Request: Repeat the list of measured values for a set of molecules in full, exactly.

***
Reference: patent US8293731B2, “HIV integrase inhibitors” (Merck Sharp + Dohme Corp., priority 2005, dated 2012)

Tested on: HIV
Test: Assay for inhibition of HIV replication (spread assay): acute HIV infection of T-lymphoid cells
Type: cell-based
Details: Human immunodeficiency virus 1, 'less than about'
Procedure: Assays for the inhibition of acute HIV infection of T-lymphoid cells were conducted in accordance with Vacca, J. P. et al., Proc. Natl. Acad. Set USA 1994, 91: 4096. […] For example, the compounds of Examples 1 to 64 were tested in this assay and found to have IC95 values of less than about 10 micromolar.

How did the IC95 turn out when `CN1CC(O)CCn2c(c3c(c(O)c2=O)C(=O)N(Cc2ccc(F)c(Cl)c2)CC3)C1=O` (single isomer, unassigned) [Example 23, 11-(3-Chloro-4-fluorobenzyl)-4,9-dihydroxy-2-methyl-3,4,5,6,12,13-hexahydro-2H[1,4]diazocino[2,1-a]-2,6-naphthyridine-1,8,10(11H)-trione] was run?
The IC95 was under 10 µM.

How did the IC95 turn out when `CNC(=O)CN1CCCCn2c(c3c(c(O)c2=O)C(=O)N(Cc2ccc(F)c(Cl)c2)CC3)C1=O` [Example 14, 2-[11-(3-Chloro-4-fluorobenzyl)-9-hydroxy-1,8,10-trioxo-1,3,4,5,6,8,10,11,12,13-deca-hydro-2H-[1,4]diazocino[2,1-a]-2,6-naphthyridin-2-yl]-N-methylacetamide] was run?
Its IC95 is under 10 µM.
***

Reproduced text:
Reference: patent US8293731B2, “HIV integrase inhibitors” (Merck Sharp + Dohme Corp., priority 2005, dated 2012)

Tested on: HIV
Test: Assay for inhibition of HIV replication (spread assay): acute HIV infection of T-lymphoid cells
Type: cell-based
Details: Human immunodeficiency virus 1, 'less than about'
Procedure: Assays for the inhibition of acute HIV infection of T-lymphoid cells were conducted in accordance with Vacca, J. P. et al., Proc. Natl. Acad. Set USA 1994, 91: 4096. […] For example, the compounds of Examples 1 to 64 were tested in this assay and found to have IC95 values of less than about 10 micromolar.

How did the IC95 turn out when `CN1CC(O)CCn2c(c3c(c(O)c2=O)C(=O)N(Cc2ccc(F)c(Cl)c2)CC3)C1=O` (single isomer, unassigned) [Example 23, 11-(3-Chloro-4-fluorobenzyl)-4,9-dihydroxy-2-methyl-3,4,5,6,12,13-hexahydro-2H[1,4]diazocino[2,1-a]-2,6-naphthyridine-1,8,10(11H)-trione] was run?
The IC95 was under 10 µM.

How did the IC95 turn out when `CNC(=O)CN1CCCCn2c(c3c(c(O)c2=O)C(=O)N(Cc2ccc(F)c(Cl)c2)CC3)C1=O` [Example 14, 2-[11-(3-Chloro-4-fluorobenzyl)-9-hydroxy-1,8,10-trioxo-1,3,4,5,6,8,10,11,12,13-deca-hydro-2H-[1,4]diazocino[2,1-a]-2,6-naphthyridin-2-yl]-N-methylacetamide] was run?
Its IC95 is under 10 µM.